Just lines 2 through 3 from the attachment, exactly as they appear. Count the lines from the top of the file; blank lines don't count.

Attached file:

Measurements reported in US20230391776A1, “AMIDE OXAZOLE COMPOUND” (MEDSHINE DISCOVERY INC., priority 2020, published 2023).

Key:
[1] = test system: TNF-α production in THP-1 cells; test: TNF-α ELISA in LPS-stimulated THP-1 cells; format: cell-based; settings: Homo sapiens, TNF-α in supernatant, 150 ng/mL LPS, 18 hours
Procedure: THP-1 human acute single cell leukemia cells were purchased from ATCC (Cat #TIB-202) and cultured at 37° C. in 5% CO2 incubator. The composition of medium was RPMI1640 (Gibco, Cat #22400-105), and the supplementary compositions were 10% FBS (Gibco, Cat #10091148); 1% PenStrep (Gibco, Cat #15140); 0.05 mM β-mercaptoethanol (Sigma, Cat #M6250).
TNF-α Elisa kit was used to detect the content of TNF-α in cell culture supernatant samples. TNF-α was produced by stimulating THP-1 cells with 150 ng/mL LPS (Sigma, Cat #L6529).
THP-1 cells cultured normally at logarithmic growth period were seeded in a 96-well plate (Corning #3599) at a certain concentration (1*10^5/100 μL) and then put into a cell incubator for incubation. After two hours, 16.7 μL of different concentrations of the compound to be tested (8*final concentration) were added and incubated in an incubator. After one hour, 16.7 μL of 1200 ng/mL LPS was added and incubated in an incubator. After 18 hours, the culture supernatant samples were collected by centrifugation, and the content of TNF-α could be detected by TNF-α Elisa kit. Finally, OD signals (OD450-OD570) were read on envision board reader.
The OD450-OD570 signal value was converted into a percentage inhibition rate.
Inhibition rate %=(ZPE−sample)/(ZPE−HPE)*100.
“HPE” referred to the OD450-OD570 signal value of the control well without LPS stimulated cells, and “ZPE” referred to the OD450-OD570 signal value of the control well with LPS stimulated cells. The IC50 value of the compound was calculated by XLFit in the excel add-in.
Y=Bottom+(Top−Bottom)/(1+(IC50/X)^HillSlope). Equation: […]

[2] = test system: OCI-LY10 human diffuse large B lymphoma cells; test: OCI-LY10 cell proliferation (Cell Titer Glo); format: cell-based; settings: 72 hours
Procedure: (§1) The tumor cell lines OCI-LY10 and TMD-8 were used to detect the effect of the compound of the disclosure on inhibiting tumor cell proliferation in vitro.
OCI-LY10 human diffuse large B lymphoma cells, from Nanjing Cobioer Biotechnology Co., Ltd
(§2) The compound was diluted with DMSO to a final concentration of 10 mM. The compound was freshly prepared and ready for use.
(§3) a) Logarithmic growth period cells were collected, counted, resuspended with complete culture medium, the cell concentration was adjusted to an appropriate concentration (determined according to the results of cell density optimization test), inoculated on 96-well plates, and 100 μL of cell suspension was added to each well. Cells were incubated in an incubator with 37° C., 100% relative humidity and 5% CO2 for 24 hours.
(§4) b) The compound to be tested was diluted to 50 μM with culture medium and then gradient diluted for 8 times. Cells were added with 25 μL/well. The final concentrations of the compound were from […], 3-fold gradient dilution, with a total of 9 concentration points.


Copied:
Key:
[1] = test system: TNF-α production in THP-1 cells; test: TNF-α ELISA in LPS-stimulated THP-1 cells; format: cell-based; settings: Homo sapiens, TNF-α in supernatant, 150 ng/mL LPS, 18 hours